‘Jeopardy!’ champ James Holzhauer donates to pancreatic cancer fund in Alex Trebek’s name

Click to play video: 'James Holzhauer donates ‘Jeopardy!’ winnings to charity'
James Holzhauer donates ‘Jeopardy!’ winnings to charity
ABOVE: James Holzhauer‘s record-setting "Jeopardy!" run came to an end earlier this month, but he’s still making news. – Jun 20, 2019

Jeopardy! champion James Holzhauer donated to a Naperville, Ill., pancreatic cancer walk in Alex Trebek’s name.

In early March, Trebek disclosed that he’d been diagnosed with Stage 4 pancreatic cancer, an illness with a grim prognosis and an approximately nine per cent survival rate.

WATCH: Alex Trebek’s doctors say he is in “near remission” after cancer diagnosis

Click to play video: 'Alex Trebek’s doctors say he is in “near remission” after cancer diagnosis'
Alex Trebek’s doctors say he is in “near remission” after cancer diagnosis

A woman named Ann Zediker had become a fan of Holzhauer during his 32 games on Jeopardy! and started to follow him on social media.

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READ MORE: James Holzhauer’s ‘Jeopardy’ fate revealed in leaked video

Holzhauer’s final game inspired Zediker, whose father lost his life to pancreatic cancer in 2010, to reach out, according to the Chicago Tribune.

After hearing Trebek thank Holzhauer’s daughter for a handmade card during the final episode, Zediker emailed Holzhauer and asked if he would be interested in taking part in the 2019 Naperville Pancreatic Cancer Reach Walk on July 14.

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“My gut told me it was the right thing to do,” Zediker said. “It couldn’t hurt.”

Holzhauer donated $1,109.14, which represents the birthday of his daughter Natasha, who made the card for Trebek.

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On the donation website, Holzhauer wrote: “For Alex Trebek and all the other survivors.”

READ MORE: Alex Trebek shares positive, ‘mind-boggling’ cancer update

In May, the 78-year-old Jeopardy! host said his doctors told him he’s in “near remission” and has been responding very well to chemotherapy.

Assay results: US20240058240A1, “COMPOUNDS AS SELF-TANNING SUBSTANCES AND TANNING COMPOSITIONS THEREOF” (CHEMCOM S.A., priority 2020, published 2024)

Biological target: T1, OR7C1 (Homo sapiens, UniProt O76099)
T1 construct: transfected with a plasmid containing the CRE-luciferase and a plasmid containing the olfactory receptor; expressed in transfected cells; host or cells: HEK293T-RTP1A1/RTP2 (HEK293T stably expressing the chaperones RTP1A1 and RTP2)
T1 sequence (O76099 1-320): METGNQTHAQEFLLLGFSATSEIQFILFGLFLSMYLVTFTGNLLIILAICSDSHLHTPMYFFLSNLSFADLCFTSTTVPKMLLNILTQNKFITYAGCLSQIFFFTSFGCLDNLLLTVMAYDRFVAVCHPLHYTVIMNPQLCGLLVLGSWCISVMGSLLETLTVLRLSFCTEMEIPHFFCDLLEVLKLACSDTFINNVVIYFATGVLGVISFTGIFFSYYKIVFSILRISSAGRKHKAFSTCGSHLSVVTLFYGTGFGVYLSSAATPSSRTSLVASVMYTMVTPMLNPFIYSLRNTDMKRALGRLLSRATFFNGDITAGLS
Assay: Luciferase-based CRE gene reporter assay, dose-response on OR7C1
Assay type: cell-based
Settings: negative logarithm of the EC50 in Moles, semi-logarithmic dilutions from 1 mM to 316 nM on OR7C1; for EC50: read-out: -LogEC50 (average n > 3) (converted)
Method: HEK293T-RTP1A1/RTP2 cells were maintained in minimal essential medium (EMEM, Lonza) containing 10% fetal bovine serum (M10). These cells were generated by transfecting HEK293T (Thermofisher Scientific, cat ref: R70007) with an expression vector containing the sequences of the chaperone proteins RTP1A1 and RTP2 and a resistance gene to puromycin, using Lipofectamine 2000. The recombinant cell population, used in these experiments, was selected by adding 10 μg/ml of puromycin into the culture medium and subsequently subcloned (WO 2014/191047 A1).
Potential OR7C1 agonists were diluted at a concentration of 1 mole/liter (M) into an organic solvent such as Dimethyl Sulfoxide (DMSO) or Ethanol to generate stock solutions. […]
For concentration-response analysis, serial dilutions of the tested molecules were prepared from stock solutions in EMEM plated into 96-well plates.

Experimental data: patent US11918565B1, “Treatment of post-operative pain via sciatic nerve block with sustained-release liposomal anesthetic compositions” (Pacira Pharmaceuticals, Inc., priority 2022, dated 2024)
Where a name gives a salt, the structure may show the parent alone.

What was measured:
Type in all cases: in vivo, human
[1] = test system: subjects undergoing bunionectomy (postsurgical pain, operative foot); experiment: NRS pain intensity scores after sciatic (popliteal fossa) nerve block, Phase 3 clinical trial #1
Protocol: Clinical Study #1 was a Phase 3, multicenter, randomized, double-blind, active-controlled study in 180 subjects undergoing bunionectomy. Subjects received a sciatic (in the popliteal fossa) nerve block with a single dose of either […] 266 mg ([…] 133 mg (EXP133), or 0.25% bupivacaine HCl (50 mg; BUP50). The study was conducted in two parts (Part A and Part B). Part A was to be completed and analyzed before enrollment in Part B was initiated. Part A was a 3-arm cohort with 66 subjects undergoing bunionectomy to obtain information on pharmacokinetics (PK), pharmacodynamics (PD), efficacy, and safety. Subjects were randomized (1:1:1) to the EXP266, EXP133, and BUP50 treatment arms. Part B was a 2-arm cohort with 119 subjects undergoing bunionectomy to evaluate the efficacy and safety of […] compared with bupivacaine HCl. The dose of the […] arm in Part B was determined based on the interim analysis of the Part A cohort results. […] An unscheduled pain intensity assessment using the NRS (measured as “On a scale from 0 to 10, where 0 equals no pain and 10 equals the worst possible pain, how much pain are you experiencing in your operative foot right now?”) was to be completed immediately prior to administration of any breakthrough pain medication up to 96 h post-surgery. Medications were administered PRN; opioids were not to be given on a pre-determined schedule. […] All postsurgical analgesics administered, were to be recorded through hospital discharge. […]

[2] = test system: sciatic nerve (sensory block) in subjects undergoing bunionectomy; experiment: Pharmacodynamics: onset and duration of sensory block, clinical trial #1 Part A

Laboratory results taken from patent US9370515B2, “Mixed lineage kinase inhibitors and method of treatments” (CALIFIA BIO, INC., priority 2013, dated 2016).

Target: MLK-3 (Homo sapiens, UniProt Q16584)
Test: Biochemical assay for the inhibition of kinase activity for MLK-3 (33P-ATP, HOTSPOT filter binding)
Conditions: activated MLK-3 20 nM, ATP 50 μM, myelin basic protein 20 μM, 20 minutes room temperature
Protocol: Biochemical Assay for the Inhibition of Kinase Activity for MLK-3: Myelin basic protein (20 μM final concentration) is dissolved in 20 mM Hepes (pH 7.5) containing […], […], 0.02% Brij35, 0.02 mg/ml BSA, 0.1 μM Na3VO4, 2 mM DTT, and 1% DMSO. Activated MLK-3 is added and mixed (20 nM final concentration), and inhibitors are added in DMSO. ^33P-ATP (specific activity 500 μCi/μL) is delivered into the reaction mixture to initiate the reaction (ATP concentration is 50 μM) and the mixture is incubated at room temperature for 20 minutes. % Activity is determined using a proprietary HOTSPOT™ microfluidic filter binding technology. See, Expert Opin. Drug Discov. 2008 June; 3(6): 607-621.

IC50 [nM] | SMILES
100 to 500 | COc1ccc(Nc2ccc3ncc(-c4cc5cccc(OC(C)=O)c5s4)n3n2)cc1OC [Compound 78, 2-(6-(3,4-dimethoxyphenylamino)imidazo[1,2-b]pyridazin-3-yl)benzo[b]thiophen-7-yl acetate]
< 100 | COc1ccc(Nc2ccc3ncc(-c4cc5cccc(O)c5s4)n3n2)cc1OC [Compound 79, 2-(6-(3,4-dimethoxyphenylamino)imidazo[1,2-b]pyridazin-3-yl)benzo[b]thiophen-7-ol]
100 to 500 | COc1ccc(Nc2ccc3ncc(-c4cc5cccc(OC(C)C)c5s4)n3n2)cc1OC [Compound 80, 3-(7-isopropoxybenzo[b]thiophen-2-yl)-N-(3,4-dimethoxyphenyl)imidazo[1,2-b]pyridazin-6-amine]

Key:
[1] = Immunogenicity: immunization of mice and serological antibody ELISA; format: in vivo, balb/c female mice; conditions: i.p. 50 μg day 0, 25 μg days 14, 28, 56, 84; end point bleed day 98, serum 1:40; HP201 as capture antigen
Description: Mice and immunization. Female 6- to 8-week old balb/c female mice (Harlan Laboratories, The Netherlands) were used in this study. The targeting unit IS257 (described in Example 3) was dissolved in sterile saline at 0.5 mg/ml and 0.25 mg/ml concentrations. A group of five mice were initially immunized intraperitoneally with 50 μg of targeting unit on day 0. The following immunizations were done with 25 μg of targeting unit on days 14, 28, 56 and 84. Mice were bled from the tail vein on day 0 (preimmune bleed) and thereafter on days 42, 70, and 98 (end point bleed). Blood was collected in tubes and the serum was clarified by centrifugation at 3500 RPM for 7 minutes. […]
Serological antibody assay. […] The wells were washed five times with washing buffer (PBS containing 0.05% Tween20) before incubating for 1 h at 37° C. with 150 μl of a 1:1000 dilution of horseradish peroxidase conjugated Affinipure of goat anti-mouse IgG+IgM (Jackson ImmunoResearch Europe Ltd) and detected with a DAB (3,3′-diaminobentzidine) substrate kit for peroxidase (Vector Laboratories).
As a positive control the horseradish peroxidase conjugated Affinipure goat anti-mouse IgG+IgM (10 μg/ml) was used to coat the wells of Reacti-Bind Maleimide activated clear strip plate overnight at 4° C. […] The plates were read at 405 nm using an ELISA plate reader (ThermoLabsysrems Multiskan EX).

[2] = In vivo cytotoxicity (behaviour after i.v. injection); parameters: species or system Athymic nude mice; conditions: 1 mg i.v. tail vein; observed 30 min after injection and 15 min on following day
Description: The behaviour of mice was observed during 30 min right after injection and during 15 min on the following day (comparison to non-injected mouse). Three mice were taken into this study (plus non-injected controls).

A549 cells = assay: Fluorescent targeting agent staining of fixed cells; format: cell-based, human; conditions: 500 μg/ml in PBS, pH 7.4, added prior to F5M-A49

“It’s kind of mind-boggling,” said Trebek. “The doctors said they hadn’t seen this kind of positive result in their memory… some of the tumours have already shrunk by more than 50 per cent.”

The jovial host said that while he’s overjoyed at his progress — he shed “tears of joy” when he found out the good news — he’s not getting ahead of himself. He still has multiple rounds of chemotherapy to endure.

In early May, during his first televised interview following his diagnosis, he explained that he’s been feeling a lot of different emotions that he’s not used to experiencing.

WATCH: Alex Trebek gives first interview since cancer reveal — ‘I’m fighting’

Click to play video: 'Alex Trebek gives first interview since cancer reveal: ‘I’m fighting’'
Alex Trebek gives first interview since cancer reveal: ‘I’m fighting’

“Chemo affects people in different ways, and people have to understand that,” he said during the interview. “There’s nothing wrong with saying: ‘Hey, I’m really depressed today and have no idea why. Why am I crying today?’”

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He credits his fans and well-wishers around the world for his remarkable improvement.

“I’ve got a couple million people out there who have expressed their good thoughts, their positive energy directed towards me and their prayers,” he said. “I told the doctors this has to be more than just the chemo, and they agreed it could very well be an important part of this. I’ve got a lot of love out there headed in my direction and a lot of prayer and I will never, ever minimize the value of that.”

READ MORE: Alex Trebek hopeful he has completed chemo treatment

Pancreatic cancer has one of the lowest survival rates of all cancers. According to the U.S. National Cancer Institute, the five-year survival rate from 2008 to 2014 was 8.5 per cent. Stage 4 is the most advanced form of the disease.

In Canada, an estimated 5,500 people were diagnosed with pancreatic cancer and 4,800 died from it in 2017, according to the Canadian Cancer Society.

Trebek has hosted Jeopardy! since 1984, winning five Daytime Emmys for Outstanding Game Show Host. He was born in Sudbury, Ont., and attended the University of Ottawa.

—With files from Chris Jancelewicz


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